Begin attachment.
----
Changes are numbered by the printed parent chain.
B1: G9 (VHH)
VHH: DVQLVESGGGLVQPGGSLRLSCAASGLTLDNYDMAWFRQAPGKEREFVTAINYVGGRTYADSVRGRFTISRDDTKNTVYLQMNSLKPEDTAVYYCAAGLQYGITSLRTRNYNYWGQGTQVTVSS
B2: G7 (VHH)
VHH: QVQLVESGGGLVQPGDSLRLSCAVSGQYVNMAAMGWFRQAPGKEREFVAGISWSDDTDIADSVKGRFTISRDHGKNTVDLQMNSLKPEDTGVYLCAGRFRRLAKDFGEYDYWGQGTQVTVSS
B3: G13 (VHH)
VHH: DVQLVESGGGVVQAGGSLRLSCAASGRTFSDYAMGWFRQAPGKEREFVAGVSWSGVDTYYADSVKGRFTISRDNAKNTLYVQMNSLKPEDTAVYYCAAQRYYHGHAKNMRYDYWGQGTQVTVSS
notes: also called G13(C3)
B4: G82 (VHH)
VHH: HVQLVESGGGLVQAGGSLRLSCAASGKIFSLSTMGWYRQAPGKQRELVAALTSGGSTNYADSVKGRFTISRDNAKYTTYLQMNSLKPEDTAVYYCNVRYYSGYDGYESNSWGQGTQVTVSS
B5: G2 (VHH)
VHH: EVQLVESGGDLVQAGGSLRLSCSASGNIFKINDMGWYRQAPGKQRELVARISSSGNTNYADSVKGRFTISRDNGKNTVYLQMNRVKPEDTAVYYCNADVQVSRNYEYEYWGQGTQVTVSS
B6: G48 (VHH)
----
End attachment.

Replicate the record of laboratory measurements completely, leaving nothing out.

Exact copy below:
Changes are numbered by the printed parent chain.
B1: G9 (VHH)
VHH: DVQLVESGGGLVQPGGSLRLSCAASGLTLDNYDMAWFRQAPGKEREFVTAINYVGGRTYADSVRGRFTISRDDTKNTVYLQMNSLKPEDTAVYYCAAGLQYGITSLRTRNYNYWGQGTQVTVSS
B2: G7 (VHH)
VHH: QVQLVESGGGLVQPGDSLRLSCAVSGQYVNMAAMGWFRQAPGKEREFVAGISWSDDTDIADSVKGRFTISRDHGKNTVDLQMNSLKPEDTGVYLCAGRFRRLAKDFGEYDYWGQGTQVTVSS
B3: G13 (VHH)
VHH: DVQLVESGGGVVQAGGSLRLSCAASGRTFSDYAMGWFRQAPGKEREFVAGVSWSGVDTYYADSVKGRFTISRDNAKNTLYVQMNSLKPEDTAVYYCAAQRYYHGHAKNMRYDYWGQGTQVTVSS
notes: also called G13(C3)
B4: G82 (VHH)
VHH: HVQLVESGGGLVQAGGSLRLSCAASGKIFSLSTMGWYRQAPGKQRELVAALTSGGSTNYADSVKGRFTISRDNAKYTTYLQMNSLKPEDTAVYYCNVRYYSGYDGYESNSWGQGTQVTVSS
B5: G2 (VHH)
VHH: EVQLVESGGDLVQAGGSLRLSCSASGNIFKINDMGWYRQAPGKQRELVARISSSGNTNYADSVKGRFTISRDNGKNTVYLQMNRVKPEDTAVYYCNADVQVSRNYEYEYWGQGTQVTVSS
B6: G48 (VHH)